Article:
Today’s addition to the outstanding goals of the tournament collection, complete with a great sideline celebration from the coach.
notes on yesterday’s matches
France v. Ukraine, 2-0
Sadly for Shevchenko, Ukraine couldn’t replicate Monday’s heroic efforts. This match was most notable for the weather. Did I miss something or do soccer matches routinely continue during thunder and lightning? I was surprised that the match started at all, given that the anthems were upstaged by loud claps of thunder. Then when the umpire stopped the match a few minutes in, the impression I got from the commentators was that his decision was based not on the lightning but on the standing water. Yet, as former goalkeeper/now commentator Kasey Keller mentioned, it’s all well and good for the players who are running around on the open pitch, but the goalkeepers spend the entire time standing near large metal posts, which can’t possibly be safe. So I’m confused. I get the standing water/ball handling issues, but surely players aren’t supposed to play under threat of lightning, right?
England v. Sweden, 3-2
The Three Lions had one mission: remain in contention after the first two matches so that Wayne Rooney’s return on Tuesday means something. DONE. Let’s be under no illusions: England hasn’t miraculously become one of the top teams in this tournament. But the three England goals today were fantastic: the Andy Carroll header of beauty, the Theo Walcott goal out of nowhere, and the sensational Danny Welbeck backheel flick. Defending was decent, although to be honest, I was more impressed by the blocks made by Germany’s Boateng and Ireland’s (yes, Ireland’s) Dunne. Hart remains impressive in goal: while there were a few dicey moments, his save of a powerful Ibrahimovic strike with just his fingers tells the tale.
Thoughts about the final round of the group stage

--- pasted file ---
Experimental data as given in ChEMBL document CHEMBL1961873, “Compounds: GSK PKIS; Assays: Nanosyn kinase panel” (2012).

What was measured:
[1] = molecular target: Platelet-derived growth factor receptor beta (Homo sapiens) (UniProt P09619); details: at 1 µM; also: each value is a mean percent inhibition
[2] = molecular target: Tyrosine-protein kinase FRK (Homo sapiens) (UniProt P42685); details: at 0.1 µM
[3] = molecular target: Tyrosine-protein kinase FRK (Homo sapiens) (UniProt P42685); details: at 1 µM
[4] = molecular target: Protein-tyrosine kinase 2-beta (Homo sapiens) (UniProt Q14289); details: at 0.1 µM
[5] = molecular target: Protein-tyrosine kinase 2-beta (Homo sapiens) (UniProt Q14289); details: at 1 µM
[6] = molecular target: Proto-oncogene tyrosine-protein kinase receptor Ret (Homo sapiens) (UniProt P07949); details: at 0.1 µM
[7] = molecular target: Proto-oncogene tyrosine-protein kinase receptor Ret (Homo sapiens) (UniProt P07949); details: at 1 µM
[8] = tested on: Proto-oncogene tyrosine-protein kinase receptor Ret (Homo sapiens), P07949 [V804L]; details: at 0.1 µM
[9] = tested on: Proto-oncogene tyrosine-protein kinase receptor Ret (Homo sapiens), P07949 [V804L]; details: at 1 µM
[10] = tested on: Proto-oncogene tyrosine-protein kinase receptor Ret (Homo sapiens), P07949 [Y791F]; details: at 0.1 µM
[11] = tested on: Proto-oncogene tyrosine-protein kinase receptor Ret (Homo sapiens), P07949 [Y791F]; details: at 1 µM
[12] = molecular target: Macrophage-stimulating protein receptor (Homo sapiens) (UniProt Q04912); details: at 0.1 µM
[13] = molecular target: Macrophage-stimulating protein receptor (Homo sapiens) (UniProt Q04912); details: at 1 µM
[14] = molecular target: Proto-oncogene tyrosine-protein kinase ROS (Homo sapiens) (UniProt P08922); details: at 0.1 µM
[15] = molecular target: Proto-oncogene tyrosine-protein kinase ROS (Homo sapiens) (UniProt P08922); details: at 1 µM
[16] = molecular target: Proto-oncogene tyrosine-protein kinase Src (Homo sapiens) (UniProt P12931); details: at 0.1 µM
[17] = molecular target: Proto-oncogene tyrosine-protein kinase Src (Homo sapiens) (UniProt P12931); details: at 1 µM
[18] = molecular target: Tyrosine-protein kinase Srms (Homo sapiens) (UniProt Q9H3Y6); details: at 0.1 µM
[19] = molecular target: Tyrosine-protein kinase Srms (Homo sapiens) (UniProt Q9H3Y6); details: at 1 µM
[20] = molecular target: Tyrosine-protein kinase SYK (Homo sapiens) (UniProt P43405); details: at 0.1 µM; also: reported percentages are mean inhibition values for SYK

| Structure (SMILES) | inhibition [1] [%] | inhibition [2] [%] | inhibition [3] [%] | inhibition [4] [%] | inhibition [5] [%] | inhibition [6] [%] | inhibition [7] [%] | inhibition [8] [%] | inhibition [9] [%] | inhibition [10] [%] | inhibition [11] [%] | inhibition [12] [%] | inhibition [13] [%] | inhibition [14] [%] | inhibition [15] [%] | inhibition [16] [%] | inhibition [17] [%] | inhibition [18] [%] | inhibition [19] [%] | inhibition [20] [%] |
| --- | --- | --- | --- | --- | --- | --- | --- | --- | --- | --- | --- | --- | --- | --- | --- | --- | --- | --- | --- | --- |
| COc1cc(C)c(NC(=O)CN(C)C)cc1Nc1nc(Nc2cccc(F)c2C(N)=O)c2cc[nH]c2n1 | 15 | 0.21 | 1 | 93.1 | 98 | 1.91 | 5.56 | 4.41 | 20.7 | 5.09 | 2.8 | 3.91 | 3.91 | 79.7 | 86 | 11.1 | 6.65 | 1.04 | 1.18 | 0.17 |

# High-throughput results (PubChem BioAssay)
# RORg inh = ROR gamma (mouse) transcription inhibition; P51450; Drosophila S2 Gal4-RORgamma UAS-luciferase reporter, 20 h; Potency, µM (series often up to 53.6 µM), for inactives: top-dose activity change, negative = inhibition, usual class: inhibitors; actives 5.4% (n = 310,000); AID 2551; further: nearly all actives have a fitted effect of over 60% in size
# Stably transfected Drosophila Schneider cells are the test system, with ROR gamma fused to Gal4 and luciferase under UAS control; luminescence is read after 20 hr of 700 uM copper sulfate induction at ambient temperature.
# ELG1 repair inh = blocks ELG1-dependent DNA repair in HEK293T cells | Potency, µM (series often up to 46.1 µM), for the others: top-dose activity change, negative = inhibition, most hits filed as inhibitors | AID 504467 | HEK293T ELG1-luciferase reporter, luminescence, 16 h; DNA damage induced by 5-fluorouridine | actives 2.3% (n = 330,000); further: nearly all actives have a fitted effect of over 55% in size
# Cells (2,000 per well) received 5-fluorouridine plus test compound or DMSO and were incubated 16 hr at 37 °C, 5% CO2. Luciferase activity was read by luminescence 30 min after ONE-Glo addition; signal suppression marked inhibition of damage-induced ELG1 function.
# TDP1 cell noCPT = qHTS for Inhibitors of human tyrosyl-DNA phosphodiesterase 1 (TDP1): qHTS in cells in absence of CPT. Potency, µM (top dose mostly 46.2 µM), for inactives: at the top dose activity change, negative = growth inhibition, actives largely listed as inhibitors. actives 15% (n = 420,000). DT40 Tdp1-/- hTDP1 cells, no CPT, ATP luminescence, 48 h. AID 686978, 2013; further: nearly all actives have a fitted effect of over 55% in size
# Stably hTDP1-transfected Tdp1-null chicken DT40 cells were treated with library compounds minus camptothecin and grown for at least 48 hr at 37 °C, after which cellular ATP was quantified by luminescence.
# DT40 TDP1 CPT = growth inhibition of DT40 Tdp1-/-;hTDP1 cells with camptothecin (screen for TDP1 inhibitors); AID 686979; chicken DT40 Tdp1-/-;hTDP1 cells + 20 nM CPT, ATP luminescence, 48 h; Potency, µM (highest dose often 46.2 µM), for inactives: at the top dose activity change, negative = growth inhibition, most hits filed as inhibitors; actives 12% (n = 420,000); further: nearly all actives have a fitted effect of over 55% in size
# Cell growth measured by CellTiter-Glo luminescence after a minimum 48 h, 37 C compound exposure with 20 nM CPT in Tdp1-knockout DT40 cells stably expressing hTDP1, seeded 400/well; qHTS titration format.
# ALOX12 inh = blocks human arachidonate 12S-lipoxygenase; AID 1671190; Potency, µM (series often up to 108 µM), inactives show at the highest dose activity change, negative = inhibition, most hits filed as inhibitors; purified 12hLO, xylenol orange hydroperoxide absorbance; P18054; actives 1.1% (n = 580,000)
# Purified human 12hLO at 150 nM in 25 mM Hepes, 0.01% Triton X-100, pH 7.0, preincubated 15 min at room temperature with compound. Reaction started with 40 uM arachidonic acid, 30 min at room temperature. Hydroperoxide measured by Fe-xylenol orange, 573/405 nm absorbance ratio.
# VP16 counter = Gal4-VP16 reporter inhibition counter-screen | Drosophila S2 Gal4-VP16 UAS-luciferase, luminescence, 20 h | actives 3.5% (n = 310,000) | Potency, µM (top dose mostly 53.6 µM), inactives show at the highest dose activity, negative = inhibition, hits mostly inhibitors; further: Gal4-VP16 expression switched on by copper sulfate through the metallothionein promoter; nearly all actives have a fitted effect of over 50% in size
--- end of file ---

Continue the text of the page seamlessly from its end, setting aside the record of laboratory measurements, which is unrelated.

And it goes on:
- There are only two teams that are definitively out: Ireland and Sweden.
- The Netherlands might as well be out, but there is a series of events that could happen that would qualify them. (What those combinations are, I’ll leave to somebody else to explain.)
- I would love for Ukraine to get through, but to do so, they’d have to beat England, so unfortunately, my support must go elsewhere.
- Tomorrow: I’d really like Poland to get through. Błaszczykowski’s goal on Tuesday was so sensational that it alone means that Poland deserves to go through. Not to mention the really sensational work of reserve keeper Przemysław Tytoń, who not only saved a penalty kick the moment he replaced Wojciech Szczęsny but then did stellar work during the second game which Szczęsny had to sit out. (And there needs to be at least one host country in the knockout stage.)
- I understand the purpose of the simultaneous scheduling, but still: I’d rather watch both matches back to back than either toggle back and forth or make a choice.
But as [Ibrahimovic] prepares to lead Sweden in its crucial Euro 2012 game against England here on Friday, it could be argued that he’s the most confoundingly underrated and curiously unloved superstar on the planet.
The disagreements around Ibrahmovic surely have something to do with his prickly character. Early in his career, he became known as a troublemaker and his autobiography, released last year under the title ‘I, Zlatan,’ details an endless series of flare-ups and fallouts with coaches and teammates.
But there may be a subtler reason why Ibrahmovic has yet to receive the admiration you’d expect: His immense talents actually count against him. ‘He can do things that no one else can,’ says former Sweden coach Lars Lagerback, who gave Ibrahimovic his international debut in 2001. ‘We don’t have players doing the things he can do, so he faces all this pressure.’
Source: The Wall Street Journal
To set the scene: Ukraine’s in its first ever European championship, and the team’s only there because they’re one of the host countries. They’re playing their first match at home. The crowd’s massive. Their major star, Andriy Shevchenko, is 35 years old, clearly at the end of his career. The commentators—and presumably the Ukrainian fans as well—were surprised to see Shevchenko in the starting lineup. Ukraine’s manager would use him sparingly, they thought. Early in the second half, Sweden’s Zlatan Ibrahimovic scores the first goal of the match. The commentators began to speculate about when a substitute would come on for Shevchenko. And then, in the 55th minute, this happened.